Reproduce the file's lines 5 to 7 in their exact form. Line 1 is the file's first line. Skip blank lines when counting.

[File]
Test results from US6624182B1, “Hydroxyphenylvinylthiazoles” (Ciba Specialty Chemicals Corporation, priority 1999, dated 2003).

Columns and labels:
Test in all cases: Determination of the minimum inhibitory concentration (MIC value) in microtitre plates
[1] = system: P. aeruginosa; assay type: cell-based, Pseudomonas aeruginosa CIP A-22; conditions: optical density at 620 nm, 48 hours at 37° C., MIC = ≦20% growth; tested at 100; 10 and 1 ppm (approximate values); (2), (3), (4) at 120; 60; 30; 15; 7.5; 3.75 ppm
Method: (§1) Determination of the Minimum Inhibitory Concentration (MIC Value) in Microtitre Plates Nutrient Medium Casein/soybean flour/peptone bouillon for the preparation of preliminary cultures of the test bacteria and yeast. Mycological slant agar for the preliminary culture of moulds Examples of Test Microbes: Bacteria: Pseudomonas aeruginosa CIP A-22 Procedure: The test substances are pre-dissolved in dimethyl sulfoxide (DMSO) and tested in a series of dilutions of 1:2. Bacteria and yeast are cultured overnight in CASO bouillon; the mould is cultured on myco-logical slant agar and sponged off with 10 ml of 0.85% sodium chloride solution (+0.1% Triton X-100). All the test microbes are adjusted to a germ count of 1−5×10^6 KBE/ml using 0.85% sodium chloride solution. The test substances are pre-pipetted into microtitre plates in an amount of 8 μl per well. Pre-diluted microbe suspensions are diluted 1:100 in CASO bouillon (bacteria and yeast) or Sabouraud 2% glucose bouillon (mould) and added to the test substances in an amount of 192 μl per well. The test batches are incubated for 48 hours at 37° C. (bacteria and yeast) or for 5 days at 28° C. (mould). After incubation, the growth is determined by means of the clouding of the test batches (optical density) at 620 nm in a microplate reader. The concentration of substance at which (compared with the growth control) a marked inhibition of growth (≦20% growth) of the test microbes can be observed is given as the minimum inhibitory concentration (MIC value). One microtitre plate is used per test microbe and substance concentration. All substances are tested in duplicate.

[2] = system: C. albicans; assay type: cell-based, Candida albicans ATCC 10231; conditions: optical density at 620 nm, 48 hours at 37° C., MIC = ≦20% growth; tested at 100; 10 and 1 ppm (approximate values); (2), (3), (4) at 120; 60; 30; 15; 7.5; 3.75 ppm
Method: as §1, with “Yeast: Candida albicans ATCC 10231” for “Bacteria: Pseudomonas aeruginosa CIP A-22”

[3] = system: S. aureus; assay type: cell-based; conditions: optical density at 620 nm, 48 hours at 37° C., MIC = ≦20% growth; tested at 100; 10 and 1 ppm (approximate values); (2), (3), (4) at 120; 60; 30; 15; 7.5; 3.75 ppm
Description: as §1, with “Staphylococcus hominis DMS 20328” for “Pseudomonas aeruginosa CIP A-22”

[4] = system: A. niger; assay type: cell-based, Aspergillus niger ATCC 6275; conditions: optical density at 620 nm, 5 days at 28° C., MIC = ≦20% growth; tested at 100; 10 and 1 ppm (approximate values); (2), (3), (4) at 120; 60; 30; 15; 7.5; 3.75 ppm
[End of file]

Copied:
Method: (§1) Determination of the Minimum Inhibitory Concentration (MIC Value) in Microtitre Plates Nutrient Medium Casein/soybean flour/peptone bouillon for the preparation of preliminary cultures of the test bacteria and yeast. Mycological slant agar for the preliminary culture of moulds Examples of Test Microbes: Bacteria: Pseudomonas aeruginosa CIP A-22 Procedure: The test substances are pre-dissolved in dimethyl sulfoxide (DMSO) and tested in a series of dilutions of 1:2. Bacteria and yeast are cultured overnight in CASO bouillon; the mould is cultured on myco-logical slant agar and sponged off with 10 ml of 0.85% sodium chloride solution (+0.1% Triton X-100). All the test microbes are adjusted to a germ count of 1−5×10^6 KBE/ml using 0.85% sodium chloride solution. The test substances are pre-pipetted into microtitre plates in an amount of 8 μl per well. Pre-diluted microbe suspensions are diluted 1:100 in CASO bouillon (bacteria and yeast) or Sabouraud 2% glucose bouillon (mould) and added to the test substances in an amount of 192 μl per well. The test batches are incubated for 48 hours at 37° C. (bacteria and yeast) or for 5 days at 28° C. (mould). After incubation, the growth is determined by means of the clouding of the test batches (optical density) at 620 nm in a microplate reader. The concentration of substance at which (compared with the growth control) a marked inhibition of growth (≦20% growth) of the test microbes can be observed is given as the minimum inhibitory concentration (MIC value). One microtitre plate is used per test microbe and substance concentration. All substances are tested in duplicate.

[2] = system: C. albicans; assay type: cell-based, Candida albicans ATCC 10231; conditions: optical density at 620 nm, 48 hours at 37° C., MIC = ≦20% growth; tested at 100; 10 and 1 ppm (approximate values); (2), (3), (4) at 120; 60; 30; 15; 7.5; 3.75 ppm
Method: as §1, with “Yeast: Candida albicans ATCC 10231” for “Bacteria: Pseudomonas aeruginosa CIP A-22”